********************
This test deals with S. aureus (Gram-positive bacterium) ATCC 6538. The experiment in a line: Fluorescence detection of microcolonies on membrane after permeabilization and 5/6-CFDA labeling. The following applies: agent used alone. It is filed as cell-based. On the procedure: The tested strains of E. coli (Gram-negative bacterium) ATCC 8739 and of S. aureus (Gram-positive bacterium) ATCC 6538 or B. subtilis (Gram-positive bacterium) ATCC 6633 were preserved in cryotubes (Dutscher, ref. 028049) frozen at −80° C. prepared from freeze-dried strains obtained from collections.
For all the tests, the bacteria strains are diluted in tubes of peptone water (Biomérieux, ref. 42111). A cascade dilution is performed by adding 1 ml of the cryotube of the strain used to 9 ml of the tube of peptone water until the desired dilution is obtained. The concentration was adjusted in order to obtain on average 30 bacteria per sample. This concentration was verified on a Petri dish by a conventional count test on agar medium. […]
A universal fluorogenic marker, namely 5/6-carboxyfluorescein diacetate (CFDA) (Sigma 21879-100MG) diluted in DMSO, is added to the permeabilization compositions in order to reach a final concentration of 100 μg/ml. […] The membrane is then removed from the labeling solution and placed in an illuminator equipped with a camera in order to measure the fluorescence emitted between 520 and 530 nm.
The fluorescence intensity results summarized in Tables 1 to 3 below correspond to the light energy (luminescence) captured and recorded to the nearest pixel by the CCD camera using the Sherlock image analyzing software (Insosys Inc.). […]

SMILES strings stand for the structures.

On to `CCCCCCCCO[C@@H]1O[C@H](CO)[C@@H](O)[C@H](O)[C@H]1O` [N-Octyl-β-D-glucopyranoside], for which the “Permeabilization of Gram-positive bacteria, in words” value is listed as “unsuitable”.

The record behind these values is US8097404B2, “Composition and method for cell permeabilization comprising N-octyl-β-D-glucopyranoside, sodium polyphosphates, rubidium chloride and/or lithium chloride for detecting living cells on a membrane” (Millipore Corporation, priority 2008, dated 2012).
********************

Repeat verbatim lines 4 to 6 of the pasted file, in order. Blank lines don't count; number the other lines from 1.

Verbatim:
The fluorescence intensity results summarized in Tables 1 to 3 below correspond to the light energy (luminescence) captured and recorded to the nearest pixel by the CCD camera using the Sherlock image analyzing software (Insosys Inc.). […]

SMILES strings stand for the structures.

On to `CCCCCCCCO[C@@H]1O[C@H](CO)[C@@H](O)[C@H](O)[C@H]1O` [N-Octyl-β-D-glucopyranoside], for which the “Permeabilization of Gram-positive bacteria, in words” value is listed as “unsuitable”.